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Modulation of hypofibrinolysis in diabetes.

PGR-P-169

Key facts

Type of research degree
4 year PhD
Application deadline
Ongoing deadline
Country eligibility
International (outside UK)
Funding
Non-funded
Supervisors
Dr Ramzi Ajjan and Dr Darren Tomlinson
Additional supervisors
V Ponnambalam
Schools
School of Medicine
Research groups/institutes
Leeds Institute of Cardiovascular and Metabolic Medicine
<h2 class="heading hide-accessible">Summary</h2>

Hypofibrinolysis is associated with increased risk of thrombotic disease. Diabetes is characterized by hypofibrinolysis and elevated levels of plasminogen-activator inhibitor (PAI)-1 is one of the mechanisms implicated. We hypothesise that inhibition of PAI-1 activity using a novel methodology improves hypofibrinolysis in high risk conditions, including diabetes, and consequently decreases the risk of thrombosis.

<h2 class="heading hide-accessible">Full description</h2>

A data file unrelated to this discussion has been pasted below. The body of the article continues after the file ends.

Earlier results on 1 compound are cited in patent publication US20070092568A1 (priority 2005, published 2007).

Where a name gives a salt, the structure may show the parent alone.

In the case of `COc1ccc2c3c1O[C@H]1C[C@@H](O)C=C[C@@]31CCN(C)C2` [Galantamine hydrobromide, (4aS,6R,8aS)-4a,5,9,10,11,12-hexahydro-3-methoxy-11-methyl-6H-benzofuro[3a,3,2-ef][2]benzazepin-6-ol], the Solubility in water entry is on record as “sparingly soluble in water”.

<p>We developed a phage display library of a scaffold protein that constrains two variable conformational 9AA peptides (&gt;3x1010 random peptides), mimicking the configuration of antibodies, termed Affimers. These Affimers have a low molecular weight and are able to interact with proteins. We will use the library of high diversity random library to screen for PAI-1 binders employing a phage display system. The project will have three main objectives:</p> <p>Isolate high affinity PAI-1 binding Affimers and characterise their role in modulating fibrinolysis.</p> <p>Study binding affinities/specificity of Affimers of interests and pinpoint interaction sites.</p> <p>Conduct preliminary in vivo studies to establish the role of Affimers in bleeding and thrombosis.</p> <h3>Objective 1.</h3> <p>Isolate high affinity PAI-1 binding Affimers and characterise their role in modulating fibrinolysis.</p> <p>Screening for PAI-1 binding Affimers. Screening the library of Affimers against immobilised PAI-1 will be undertaken and high affinity binders enriched. A total of 250 clones will be picked and sequenced. Affimers with distinct sequences will be subcloned for large scale protein production.</p> <p>Functional analysis of Affimers. This will be undertaken using turbidimetric and thromboelastometric assays employing plasma and whole blood systems. Plasma systems will investigate the role of Affimers in modulating fibrinolysis in the presence of other plasma proteins, whereas whole blood will study the potential effects of cells. Initially, pooled plasma samples and the validated high-throughput turbidimetric assay will be employed to identify PAI-1 binding Affimers the modulate clot lysis. Subsequently, individual samples from healthy control and various clinical conditions (ischaemic heart disease, type 1 and type 2 diabetes plasma; n=40 in each group), will be tested to establish inter-individual variability in response in various conditions. Turbidimetric experiments will be complemented by confocal and electron microscopy to visualise the clot and ensure the structure remains physiological.</p> <p>Having narrowed down the Affimers of interest, clot formation/lysis experiments on whole blood using rotational elastometry will be conducted on individual Affimers as well as a combination of Affimers as appropriate.</p> <p>Testing combination of Affimers. In the unlikely event that none of the high affinity binding Affimers shows an effect on fibrinolysis, a number of Affimers will be used in combination to establish whether more than one Affimer is required to effectively block PAI-1 activity.</p> <h3>Objective 2.</h3> <p>Study binding affinities/specificity of Affimers of interests and pinpoint interaction sites</p> <p>Binding assays. These will be conducted using surface plasmon resonance to establish the binding affinity of Affimer to PAI-1 and study association/dissociation rates. PAI-1 will be coupled to a CM5 sensor chip using amine-coupling chemistry and Affimers will be passed over the surface of PAI-1 with binding constants calculated using BIAeval software. Experiments will be repeated by immobilizing Affimers of interests and flow PAI-1 over the protein.</p> <p>Pull down assays. This will be performed to investigate interaction of Affimers of interest with PAI-1 in solution and to ensure that this interaction is specific and does not involve other plasma proteins. Optimisation will be carried out using purified proteins before using plasma samples.</p> <p>Microarray analysis. Peptide chips of overlapping 15 AA peptides will be created for PAI-1. Affimers of interest will be added to these peptide chips and after extensive washing binding will be detected with biotinylated anti-Affimer antibody.</p> <p>Crystallography. this will be used to study Affimers-PAI-1 complexes. Data generated will help to understand molecular interactions that underlie interactions sites of Affiemrs of interests with PAI-1.</p> <p>Objective 3. Conduct preliminary in vivo studies to establish the role of Affimers in bleeding and thrombosis.</p> <p>Our work so far has shown that &gt;70% of Affimers that modulate coagulation protein activity, other than PAI-1, have a similar effects in human and mouse plasma. Affimers of interest with equal effect in human and mouse plasma will further undergo in vivo testing. Mice will be anaesthetised and cannulae placed in the jugular vein followed by injection of selected Affimers. Simultaneously, femoral vessels will be dissected and thrombosis induced by application of filter paper soaked in ferric chloride for 3 minutes with serial images taken to quantify thrombus size. In a separate set of experiments, tail bleeding time will be measured in anaesthetised animals after injecting Affimers of interest with scaffold only protein used as control in all the in vivo experiments.</p> <h3>Outcome:</h3> <p>The risk of atherothrombotic events in diabetes subjects is increased and the prognosis following vascular ischaemia remains poor despite advances in treatment. Hypofibrinolysis is one of the mechanisms implicated in increased thrombosis risk in diabetes, which is partially mediated by raised PAI-1 levels. Using both human and animal studies, the proposed work comprehensively investigates the role of inhibiting PAI-1, using a novel methodology, in modulating hypofibrinolysis, which may have future therapeutic implications in high vascular risk conditions.</p> <h3>References:</h3> <p>Yarmolinsky J, Bordin Barbieri N, Weinmann T, Ziegelmann PK, Duncan BB, In&ecirc;s Schmidt M. Plasminogen activator inhibitor-1 and type 2 diabetes: a systematic review and meta-analysis of observational studies. Sci Rep. 2016 Jan 27;6:17714.</p> <p>Kearney K, Tomlinson D, Smith K, Ajjan R. Hypofibrinolysis in diabetes: a therapeutic target for the reduction of cardiovascular risk. Cardiovasc Diabetol. 2017 Mar 9;16(1):34.</p> <p>Tiede et al. Affimer proteins are versatile and renewable affinity reagents. Elife. 2017, 27;6, pii: e24903.</p>